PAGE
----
Specialities of the house

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Grub Street's approach to its two specialities has given it a distinctive place in the market</p><p>
The accepted wisdom in the book industry is that to be a successful small publisher you have to find a niche. Few would understand the term niche to embrace cookery, a genre that includes some of the biggest selling authors in the UK. Yet Grub Street, which has been publishing for 10 years and was a packager for the previous 10, has found success with a kind of cookery publishing neglected by its larger rivals. In 2000, it beat a number of those rivals to the title of International Cookery Publisher of the Year.</p><p>
Grub Street's cookery titles are mostly not glossy and laden with stylised pictures, and not written by television personalities. They are literate, authoritative works of the kind that Elizabeth David and Jane Grigson used to produce.</p><p>
Indeed, hardback reissues of David and Grigson titles feature on the list: from the former, there is Spices, Salt and Aromatics in the English Kitchen (&#163;12.99, 19023 04667), as well as Elizabeth David Classics (&#163;16.99, 1902304276), a compendium featuring Mediterranean Food, French Country Cooking and Summer Cooking; from the latter, Charcuterie and French Pork Cookery.</p><p>
Grub Street is run by the husband and wife team of John Davies and Anne Dolamore. Davies looks after their second speciality: military history, particularly aviation. Dolamore runs the cookery list.</p><p>
Both specialities take up more than the couple's office hours. Davies spends a good deal of his time at shows and other events. Dolamore is active in food circles: she is a past chair of the Guild of Food Writers, sits on the European Committee of the International Association of Culinary Professionals, and is chair of the Sustainable Food Chains Working Party. She is a keen cook, and also the author of The Essential Olive Oil Companion (&#163;12.99, 1902304187).</p><p>
Grub Street has won acclaim especially for its titles on national and regional cuisines. Among them are Catalan Cuisine (&#163;14.99, 1898697760) by Colman Andrews, Sicilian Food (&#163;14.99, 1902304179) by Mary Taylor Simeti, Lebanese Cuisine (&#163;12.99, 1898697639) by AnissaHelou and Food of Japan (&#163;17.99, 1902404160) by Shirley Booth. A lead title this autumn is a culinary history, Colin Spencer's British Food (October, &#163;25, 1904010164).</p><p>
The company has also spotted the potential in reissuing backlist gems, such as the David and Grigson titles and Margaret Costa's Four Seasons Cookery Book (&#163;12.99, 1902304209). "It's becoming more difficult to get hold of titles like these," Dolamore admits. "The big publishers are starting to want them too."</p><p>
A third speciality is healthy eating books: food for those taking care of their hearts, for diabetics, for those with wheat allergies, and for migraine sufferers.</p><p>
Meanwhile, Davies' list includes biographies of flying aces of the First and Second World Wars: among them is David Ross' life (out in paperback next month, &#163;12.99, 1904010032) of Richard Hillary, who was one of the three subjects of Sebastian Faulks' The Fatal Englishman. Many distinguished airmen are themselves on the list. Recent titles released in paperback include Wing Commander R W F Sampson's Spitfire Offensive (&#163;9.99, 19023 04845), described by Aviation News as "Yet another Grub Street success", and Wing Commander Patrick Gibbs' Torpedo Leader on Malta (&#163;9.99, 1902304837), which the Daily Telegraph called "an adrenaline-charged account".</p><p>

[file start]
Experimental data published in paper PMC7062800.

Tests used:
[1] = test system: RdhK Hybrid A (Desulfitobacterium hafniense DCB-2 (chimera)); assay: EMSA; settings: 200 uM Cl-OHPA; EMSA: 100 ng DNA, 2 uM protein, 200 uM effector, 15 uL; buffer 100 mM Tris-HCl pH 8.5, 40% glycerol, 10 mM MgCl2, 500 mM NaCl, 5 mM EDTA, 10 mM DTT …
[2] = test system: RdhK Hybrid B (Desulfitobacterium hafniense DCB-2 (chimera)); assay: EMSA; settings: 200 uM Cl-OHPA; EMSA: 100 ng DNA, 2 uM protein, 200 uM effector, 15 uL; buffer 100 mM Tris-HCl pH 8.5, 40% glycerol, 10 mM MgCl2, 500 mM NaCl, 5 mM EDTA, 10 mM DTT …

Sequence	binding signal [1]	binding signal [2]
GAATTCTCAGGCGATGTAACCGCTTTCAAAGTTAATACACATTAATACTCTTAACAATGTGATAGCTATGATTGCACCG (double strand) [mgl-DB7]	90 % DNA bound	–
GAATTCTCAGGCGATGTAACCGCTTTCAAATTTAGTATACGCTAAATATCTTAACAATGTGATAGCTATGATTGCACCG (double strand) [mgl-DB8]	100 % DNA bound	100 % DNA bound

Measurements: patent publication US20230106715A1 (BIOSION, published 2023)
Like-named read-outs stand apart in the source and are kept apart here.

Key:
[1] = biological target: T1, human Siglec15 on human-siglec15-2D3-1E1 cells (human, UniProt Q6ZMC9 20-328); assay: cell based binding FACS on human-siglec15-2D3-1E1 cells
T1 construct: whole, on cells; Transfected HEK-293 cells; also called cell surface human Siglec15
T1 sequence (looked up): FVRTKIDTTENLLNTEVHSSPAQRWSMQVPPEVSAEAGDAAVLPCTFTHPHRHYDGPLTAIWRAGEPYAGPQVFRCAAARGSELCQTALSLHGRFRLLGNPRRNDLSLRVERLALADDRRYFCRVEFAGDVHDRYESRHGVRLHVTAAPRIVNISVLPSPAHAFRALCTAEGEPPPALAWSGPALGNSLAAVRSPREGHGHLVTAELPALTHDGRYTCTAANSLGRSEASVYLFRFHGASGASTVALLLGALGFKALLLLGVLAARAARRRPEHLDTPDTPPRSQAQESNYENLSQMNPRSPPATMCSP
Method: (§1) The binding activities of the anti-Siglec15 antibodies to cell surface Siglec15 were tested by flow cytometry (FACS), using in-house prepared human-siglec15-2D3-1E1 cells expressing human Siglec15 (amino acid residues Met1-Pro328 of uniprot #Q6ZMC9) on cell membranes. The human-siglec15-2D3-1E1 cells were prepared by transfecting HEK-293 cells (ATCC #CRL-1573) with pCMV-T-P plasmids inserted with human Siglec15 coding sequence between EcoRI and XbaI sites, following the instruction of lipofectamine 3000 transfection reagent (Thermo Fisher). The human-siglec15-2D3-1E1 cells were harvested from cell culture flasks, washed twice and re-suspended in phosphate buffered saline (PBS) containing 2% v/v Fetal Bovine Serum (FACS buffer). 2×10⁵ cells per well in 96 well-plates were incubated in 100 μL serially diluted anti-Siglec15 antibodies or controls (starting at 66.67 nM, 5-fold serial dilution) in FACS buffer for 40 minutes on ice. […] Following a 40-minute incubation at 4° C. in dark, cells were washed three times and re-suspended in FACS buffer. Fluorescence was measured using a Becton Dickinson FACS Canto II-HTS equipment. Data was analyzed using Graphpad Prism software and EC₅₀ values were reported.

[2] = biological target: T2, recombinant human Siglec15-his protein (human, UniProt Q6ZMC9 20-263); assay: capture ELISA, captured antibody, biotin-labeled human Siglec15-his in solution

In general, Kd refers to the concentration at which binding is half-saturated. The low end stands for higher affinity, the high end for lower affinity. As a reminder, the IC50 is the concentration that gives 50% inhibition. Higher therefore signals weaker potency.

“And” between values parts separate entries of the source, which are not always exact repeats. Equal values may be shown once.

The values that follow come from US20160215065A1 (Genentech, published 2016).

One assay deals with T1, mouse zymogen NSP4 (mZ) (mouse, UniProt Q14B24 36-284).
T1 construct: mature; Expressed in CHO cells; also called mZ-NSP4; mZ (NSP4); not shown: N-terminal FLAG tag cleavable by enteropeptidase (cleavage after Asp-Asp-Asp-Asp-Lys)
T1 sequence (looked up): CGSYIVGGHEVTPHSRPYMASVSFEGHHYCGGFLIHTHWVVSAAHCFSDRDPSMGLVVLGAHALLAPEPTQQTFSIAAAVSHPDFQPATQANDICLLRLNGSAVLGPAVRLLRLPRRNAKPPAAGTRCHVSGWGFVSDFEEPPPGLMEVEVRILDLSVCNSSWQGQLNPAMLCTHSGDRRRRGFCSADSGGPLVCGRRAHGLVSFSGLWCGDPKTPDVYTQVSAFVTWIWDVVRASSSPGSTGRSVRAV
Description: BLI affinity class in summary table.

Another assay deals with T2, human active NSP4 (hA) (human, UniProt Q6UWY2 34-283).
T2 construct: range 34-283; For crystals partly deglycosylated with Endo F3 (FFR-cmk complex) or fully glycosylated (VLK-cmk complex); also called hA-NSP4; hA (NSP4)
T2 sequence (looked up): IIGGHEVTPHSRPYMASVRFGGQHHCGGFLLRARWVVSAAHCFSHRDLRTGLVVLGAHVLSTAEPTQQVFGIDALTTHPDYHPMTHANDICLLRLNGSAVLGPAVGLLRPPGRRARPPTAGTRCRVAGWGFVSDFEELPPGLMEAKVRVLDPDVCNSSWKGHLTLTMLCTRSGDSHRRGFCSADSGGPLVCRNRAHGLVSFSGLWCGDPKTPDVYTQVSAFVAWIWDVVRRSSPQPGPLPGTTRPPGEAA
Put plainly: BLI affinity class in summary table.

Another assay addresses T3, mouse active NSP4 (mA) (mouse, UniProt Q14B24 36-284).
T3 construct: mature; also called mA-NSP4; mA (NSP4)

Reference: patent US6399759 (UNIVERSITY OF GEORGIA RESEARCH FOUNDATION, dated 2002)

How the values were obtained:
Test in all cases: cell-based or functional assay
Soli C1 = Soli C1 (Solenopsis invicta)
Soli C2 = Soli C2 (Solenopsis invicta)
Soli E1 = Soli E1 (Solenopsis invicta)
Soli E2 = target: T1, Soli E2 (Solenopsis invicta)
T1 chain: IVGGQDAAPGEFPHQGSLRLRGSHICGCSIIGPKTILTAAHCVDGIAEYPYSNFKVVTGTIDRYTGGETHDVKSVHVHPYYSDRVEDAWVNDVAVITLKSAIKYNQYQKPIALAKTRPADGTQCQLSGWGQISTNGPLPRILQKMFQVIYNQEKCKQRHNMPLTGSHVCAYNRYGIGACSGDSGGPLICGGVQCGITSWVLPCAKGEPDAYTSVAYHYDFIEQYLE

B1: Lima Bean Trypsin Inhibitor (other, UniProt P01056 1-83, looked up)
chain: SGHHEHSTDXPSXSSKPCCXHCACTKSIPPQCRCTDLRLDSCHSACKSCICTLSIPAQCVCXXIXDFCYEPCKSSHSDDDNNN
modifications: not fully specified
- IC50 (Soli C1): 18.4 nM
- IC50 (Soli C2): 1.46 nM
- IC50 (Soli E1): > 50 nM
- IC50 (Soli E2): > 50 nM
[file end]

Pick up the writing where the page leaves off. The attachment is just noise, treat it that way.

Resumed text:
To the question of whether it is hard to be a small publisher at present, Dolamore replies that it has always been challenging. Some developments in the market over the past 10 years have been helpful; others have presented new obstacles.</p><p>
"The arrival of Internet bookselling and Amazon.co.uk has been hugely beneficial for us. We never have any trouble getting coverage and reviews; the problem is making sure the books are out there. Now people who see the coverage are no more than a click away from buying our books. You can be as large as HarperCollins or as small as Grub Street, and no one need know the difference."</p><p>
The challenge comes in maintaining channels to the bookselling chains. "Our turnover is up with Waterstone's, thanks to core stock selections," Dolamore says. "But because there are only a few branches that will see our reps, I don't think we're selling what we could of new books." Dolamore describes Ottakar's as "supportive, even though they buy through wholesalers". Wholesalers themselves have been "very supportive".</p><p>
Another headache for a business of this size is its exposure to third parties. Grub Street was hit hard last year by the collapse of Bailey Distribution, and is still campaigning for the return of an &#163;84,000 debt, to which the National Westminster Bank claims title. </p><p>
Grub Street has since moved to Littlehampton Book Services, which was "tremendously helpful to us". "Fortunately," Dolamore adds, "we've had a very good year, and a number of deals brought some cash back in."</p><p>
The company operates from the same small office in Clapham, south London, it occupied 10 years ago. Dolamore and Davies have two assistants: Louise King and, replacing the just-departed Dominic Busby, a new appointee to be announced.</p><p>
Whatever the next 10 years bring for the couple, it is unlikely to be an expanded empire. In the ways that count the most--job satisfaction, a close involvement with books and authors--the size of Grub Street suits them. Dolamore says, "We don't want to end up as personnel managers."</p><p>
Nicholas Clee</p>